The flavor and aroma of this classic winter spice brings memories of family celebrations. The introduction of punch drinks by the upper echelon of society brought the pocket nutmeg grater into vogue in the late 18th century. It was fashionable to carry nutmeg to parties and use it to spice up alcoholic beverages, like eggnog!
Stately in the garden, this lovely Asteraceae plant has been used in Europe for millennia. The roots are harvested in the fall or early winter and have been used as an expectorant to help support healthy respiratory function. This root is also traditionally candied and made into lozenges.
Feeling the stress of the season? Have a cup of Holy Basil tea! Also known as Tulsi, this tasty mint family plant is an important herb in India. Considered an adaptogen, Holy Basil can be sipped during busy times to help us find balance when we need it most. This wonderful herb can be taken as a tincture, tea, and makes a lovely hydrosol for aromatherapy applications.
An old friend to herbalists with easily recognizable flowers, this winter ally should be on-hand all season long. Used in tinctures, capsules, and teas, its alterative action supports a healthy immune response during times of need. Often combined with goldenseal, it can also be found in throat sprays or used to soothe insect bites.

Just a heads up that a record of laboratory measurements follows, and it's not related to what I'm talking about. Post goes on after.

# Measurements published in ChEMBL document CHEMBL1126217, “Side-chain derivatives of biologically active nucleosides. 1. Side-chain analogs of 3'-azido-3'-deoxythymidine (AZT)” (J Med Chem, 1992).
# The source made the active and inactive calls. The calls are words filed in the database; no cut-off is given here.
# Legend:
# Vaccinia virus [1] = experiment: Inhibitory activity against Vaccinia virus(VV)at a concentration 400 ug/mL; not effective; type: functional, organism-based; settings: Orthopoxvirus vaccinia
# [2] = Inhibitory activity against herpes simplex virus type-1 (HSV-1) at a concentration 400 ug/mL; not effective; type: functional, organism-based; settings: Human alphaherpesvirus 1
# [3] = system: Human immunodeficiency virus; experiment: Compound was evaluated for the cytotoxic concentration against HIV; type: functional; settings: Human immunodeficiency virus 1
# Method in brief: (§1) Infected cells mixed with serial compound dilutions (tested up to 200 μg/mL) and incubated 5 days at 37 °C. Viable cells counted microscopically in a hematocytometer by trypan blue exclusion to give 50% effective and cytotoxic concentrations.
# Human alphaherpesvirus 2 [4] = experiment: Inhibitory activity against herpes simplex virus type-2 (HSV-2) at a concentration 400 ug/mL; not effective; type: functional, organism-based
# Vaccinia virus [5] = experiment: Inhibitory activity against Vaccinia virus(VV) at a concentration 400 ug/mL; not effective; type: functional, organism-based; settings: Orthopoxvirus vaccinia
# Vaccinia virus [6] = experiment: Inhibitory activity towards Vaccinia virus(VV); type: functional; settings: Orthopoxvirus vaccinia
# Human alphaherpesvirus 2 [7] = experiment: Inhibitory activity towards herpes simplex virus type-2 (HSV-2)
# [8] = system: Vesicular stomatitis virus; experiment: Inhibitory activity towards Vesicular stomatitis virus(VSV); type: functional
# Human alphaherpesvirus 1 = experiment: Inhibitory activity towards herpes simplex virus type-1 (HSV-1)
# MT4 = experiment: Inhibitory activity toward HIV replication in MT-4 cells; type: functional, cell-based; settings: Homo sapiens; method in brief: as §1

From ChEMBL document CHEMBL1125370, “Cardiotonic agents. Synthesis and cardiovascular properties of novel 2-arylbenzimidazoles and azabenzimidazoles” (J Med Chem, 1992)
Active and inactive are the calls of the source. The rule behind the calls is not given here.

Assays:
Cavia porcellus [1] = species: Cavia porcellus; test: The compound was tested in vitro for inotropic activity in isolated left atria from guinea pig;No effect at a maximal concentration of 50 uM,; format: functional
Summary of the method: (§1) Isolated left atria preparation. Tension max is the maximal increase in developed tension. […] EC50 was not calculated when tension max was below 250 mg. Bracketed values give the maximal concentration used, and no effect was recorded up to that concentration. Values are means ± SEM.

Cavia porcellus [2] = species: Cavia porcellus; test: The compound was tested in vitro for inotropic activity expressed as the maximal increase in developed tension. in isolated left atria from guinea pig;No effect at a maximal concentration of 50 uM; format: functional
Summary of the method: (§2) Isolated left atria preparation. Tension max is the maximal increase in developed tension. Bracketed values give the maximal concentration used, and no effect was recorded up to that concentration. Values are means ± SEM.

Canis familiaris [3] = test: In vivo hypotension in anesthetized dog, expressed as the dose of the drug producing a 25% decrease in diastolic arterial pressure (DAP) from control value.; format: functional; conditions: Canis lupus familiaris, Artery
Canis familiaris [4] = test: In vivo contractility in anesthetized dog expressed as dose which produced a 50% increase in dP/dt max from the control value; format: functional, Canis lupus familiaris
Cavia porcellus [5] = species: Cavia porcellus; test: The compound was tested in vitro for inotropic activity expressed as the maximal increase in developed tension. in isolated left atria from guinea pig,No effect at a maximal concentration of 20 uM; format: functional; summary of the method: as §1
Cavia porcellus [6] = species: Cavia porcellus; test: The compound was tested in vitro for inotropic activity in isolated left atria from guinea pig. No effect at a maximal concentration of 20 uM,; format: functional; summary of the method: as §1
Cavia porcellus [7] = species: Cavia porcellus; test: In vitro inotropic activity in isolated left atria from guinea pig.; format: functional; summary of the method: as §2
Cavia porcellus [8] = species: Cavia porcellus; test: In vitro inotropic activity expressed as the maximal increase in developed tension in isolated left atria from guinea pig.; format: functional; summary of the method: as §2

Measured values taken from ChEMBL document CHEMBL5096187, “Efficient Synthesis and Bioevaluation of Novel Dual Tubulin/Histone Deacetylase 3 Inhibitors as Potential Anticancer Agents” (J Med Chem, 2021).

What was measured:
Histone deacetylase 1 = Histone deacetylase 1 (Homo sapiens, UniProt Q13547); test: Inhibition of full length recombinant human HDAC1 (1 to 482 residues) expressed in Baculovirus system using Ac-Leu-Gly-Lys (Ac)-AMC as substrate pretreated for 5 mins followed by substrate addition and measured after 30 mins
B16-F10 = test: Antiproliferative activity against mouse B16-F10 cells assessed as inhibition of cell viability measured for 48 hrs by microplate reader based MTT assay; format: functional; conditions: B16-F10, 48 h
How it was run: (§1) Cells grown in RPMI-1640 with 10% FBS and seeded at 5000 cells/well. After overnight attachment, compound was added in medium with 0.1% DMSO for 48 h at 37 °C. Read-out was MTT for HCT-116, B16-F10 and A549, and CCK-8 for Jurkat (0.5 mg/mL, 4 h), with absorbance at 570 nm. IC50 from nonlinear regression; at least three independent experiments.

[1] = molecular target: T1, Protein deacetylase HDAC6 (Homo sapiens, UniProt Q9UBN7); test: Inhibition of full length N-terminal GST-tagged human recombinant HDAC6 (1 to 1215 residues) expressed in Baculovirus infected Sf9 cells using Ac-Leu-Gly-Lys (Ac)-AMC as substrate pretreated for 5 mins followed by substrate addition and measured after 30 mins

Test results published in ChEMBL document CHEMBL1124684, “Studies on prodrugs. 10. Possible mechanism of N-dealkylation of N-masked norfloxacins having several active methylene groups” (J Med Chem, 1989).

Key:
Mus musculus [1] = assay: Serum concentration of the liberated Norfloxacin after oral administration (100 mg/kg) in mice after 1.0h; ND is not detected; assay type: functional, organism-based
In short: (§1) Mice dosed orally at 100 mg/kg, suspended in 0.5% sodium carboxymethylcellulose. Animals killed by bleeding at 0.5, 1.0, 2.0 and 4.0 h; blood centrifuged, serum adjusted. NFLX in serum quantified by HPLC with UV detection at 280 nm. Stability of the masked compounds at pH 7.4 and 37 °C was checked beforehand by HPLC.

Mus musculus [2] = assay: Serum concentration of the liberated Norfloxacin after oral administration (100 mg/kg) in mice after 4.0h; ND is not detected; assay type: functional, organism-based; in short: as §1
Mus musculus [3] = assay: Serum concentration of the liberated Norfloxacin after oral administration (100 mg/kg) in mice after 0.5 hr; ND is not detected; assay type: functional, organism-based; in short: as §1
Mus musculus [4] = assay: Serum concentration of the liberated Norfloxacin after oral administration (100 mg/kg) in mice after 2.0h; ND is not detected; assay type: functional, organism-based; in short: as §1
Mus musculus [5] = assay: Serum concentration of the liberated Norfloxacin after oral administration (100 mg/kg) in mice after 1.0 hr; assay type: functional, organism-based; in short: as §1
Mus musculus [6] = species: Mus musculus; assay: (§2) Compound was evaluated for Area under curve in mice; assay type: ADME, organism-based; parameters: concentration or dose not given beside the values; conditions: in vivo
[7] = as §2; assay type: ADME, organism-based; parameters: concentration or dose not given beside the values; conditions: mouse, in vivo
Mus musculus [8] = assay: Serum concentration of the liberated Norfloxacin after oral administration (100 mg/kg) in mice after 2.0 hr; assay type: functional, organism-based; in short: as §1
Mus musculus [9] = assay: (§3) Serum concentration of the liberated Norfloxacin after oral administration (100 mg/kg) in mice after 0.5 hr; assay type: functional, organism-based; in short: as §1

Warm up and get the blood moving! Chilies have been used for food and health by many cultures throughout the world. The powerful capsaicin found in hot peppers has diaphoretic action and helps the body sweat. Add some heat to your winter meals and benefit from their flavor enhancing properties.
Want to learn more? Add some of these classic herbal books to your library:
For educational purposes only This information has not been evaluated by the Food and Drug Administration. This information is not intended to diagnose, treat, cure, or prevent any disease.